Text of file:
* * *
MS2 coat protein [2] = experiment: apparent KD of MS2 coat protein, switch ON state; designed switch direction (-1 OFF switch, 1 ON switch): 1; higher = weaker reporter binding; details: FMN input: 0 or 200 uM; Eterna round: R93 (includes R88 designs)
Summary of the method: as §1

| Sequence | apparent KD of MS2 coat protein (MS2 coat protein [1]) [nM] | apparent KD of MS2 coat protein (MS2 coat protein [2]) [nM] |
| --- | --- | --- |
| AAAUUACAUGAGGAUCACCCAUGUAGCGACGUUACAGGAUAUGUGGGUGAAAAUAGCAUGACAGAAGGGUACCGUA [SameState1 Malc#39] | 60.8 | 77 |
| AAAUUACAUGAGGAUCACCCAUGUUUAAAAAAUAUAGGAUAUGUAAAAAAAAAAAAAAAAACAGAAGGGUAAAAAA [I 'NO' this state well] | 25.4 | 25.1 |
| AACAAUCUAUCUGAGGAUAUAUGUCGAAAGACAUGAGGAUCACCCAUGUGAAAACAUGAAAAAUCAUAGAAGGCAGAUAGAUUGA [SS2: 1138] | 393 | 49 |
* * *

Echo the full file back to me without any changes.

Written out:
MS2 coat protein [2] = experiment: apparent KD of MS2 coat protein, switch ON state; designed switch direction (-1 OFF switch, 1 ON switch): 1; higher = weaker reporter binding; details: FMN input: 0 or 200 uM; Eterna round: R93 (includes R88 designs)
Summary of the method: as §1

| Sequence | apparent KD of MS2 coat protein (MS2 coat protein [1]) [nM] | apparent KD of MS2 coat protein (MS2 coat protein [2]) [nM] |
| --- | --- | --- |
| AAAUUACAUGAGGAUCACCCAUGUAGCGACGUUACAGGAUAUGUGGGUGAAAAUAGCAUGACAGAAGGGUACCGUA [SameState1 Malc#39] | 60.8 | 77 |
| AAAUUACAUGAGGAUCACCCAUGUUUAAAAAAUAUAGGAUAUGUAAAAAAAAAAAAAAAAACAGAAGGGUAAAAAA [I 'NO' this state well] | 25.4 | 25.1 |
| AACAAUCUAUCUGAGGAUAUAUGUCGAAAGACAUGAGGAUCACCCAUGUGAAAACAUGAAAAAUCAUAGAAGGCAGAUAGAUUGA [SS2: 1138] | 393 | 49 |